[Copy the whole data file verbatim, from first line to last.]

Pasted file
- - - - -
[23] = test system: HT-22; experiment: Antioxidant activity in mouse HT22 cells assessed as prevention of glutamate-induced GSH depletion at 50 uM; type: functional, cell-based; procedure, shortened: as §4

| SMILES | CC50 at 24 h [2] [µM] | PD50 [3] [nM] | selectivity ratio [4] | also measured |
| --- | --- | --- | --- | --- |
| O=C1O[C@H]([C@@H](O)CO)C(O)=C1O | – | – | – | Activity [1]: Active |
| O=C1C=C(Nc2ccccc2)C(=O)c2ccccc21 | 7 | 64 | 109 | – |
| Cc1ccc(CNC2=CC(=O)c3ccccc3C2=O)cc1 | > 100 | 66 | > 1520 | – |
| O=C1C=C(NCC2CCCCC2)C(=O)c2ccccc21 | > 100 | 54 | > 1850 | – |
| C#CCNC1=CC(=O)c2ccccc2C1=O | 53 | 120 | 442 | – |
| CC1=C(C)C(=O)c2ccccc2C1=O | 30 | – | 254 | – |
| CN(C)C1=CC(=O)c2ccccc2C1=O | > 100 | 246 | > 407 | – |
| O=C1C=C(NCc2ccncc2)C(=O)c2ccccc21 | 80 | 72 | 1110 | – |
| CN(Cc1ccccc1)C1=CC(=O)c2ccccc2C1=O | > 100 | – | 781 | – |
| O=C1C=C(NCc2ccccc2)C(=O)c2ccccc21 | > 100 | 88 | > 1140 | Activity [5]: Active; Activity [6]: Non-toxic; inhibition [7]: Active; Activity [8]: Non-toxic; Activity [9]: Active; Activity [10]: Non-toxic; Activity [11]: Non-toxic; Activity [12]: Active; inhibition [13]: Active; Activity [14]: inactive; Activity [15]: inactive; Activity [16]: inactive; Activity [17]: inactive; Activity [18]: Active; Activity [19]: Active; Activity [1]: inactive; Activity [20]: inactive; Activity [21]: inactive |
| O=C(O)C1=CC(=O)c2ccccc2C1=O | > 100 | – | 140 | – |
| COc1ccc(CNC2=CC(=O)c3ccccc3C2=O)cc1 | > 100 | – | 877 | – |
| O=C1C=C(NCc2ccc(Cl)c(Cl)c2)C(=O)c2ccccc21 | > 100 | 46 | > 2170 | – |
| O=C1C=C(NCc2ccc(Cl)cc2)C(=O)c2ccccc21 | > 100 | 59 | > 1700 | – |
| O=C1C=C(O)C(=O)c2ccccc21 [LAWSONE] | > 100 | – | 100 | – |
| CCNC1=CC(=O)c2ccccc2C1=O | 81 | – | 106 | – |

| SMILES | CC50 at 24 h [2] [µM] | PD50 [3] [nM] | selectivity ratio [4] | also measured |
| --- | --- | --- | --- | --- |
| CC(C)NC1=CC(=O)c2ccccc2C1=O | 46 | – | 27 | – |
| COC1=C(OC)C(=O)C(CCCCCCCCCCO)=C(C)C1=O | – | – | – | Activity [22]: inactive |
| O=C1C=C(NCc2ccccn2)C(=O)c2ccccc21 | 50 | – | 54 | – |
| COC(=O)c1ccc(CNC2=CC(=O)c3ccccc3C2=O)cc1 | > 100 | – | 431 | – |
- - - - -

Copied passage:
[23] = test system: HT-22; experiment: Antioxidant activity in mouse HT22 cells assessed as prevention of glutamate-induced GSH depletion at 50 uM; type: functional, cell-based; procedure, shortened: as §4

| SMILES | CC50 at 24 h [2] [µM] | PD50 [3] [nM] | selectivity ratio [4] | also measured |
| --- | --- | --- | --- | --- |
| O=C1O[C@H]([C@@H](O)CO)C(O)=C1O | – | – | – | Activity [1]: Active |
| O=C1C=C(Nc2ccccc2)C(=O)c2ccccc21 | 7 | 64 | 109 | – |
| Cc1ccc(CNC2=CC(=O)c3ccccc3C2=O)cc1 | > 100 | 66 | > 1520 | – |
| O=C1C=C(NCC2CCCCC2)C(=O)c2ccccc21 | > 100 | 54 | > 1850 | – |
| C#CCNC1=CC(=O)c2ccccc2C1=O | 53 | 120 | 442 | – |
| CC1=C(C)C(=O)c2ccccc2C1=O | 30 | – | 254 | – |
| CN(C)C1=CC(=O)c2ccccc2C1=O | > 100 | 246 | > 407 | – |
| O=C1C=C(NCc2ccncc2)C(=O)c2ccccc21 | 80 | 72 | 1110 | – |
| CN(Cc1ccccc1)C1=CC(=O)c2ccccc2C1=O | > 100 | – | 781 | – |
| O=C1C=C(NCc2ccccc2)C(=O)c2ccccc21 | > 100 | 88 | > 1140 | Activity [5]: Active; Activity [6]: Non-toxic; inhibition [7]: Active; Activity [8]: Non-toxic; Activity [9]: Active; Activity [10]: Non-toxic; Activity [11]: Non-toxic; Activity [12]: Active; inhibition [13]: Active; Activity [14]: inactive; Activity [15]: inactive; Activity [16]: inactive; Activity [17]: inactive; Activity [18]: Active; Activity [19]: Active; Activity [1]: inactive; Activity [20]: inactive; Activity [21]: inactive |
| O=C(O)C1=CC(=O)c2ccccc2C1=O | > 100 | – | 140 | – |
| COc1ccc(CNC2=CC(=O)c3ccccc3C2=O)cc1 | > 100 | – | 877 | – |
| O=C1C=C(NCc2ccc(Cl)c(Cl)c2)C(=O)c2ccccc21 | > 100 | 46 | > 2170 | – |
| O=C1C=C(NCc2ccc(Cl)cc2)C(=O)c2ccccc21 | > 100 | 59 | > 1700 | – |
| O=C1C=C(O)C(=O)c2ccccc21 [LAWSONE] | > 100 | – | 100 | – |
| CCNC1=CC(=O)c2ccccc2C1=O | 81 | – | 106 | – |

| SMILES | CC50 at 24 h [2] [µM] | PD50 [3] [nM] | selectivity ratio [4] | also measured |
| --- | --- | --- | --- | --- |
| CC(C)NC1=CC(=O)c2ccccc2C1=O | 46 | – | 27 | – |
| COC1=C(OC)C(=O)C(CCCCCCCCCCO)=C(C)C1=O | – | – | – | Activity [22]: inactive |
| O=C1C=C(NCc2ccccn2)C(=O)c2ccccc21 | 50 | – | 54 | – |
| COC(=O)c1ccc(CNC2=CC(=O)c3ccccc3C2=O)cc1 | > 100 | – | 431 | – |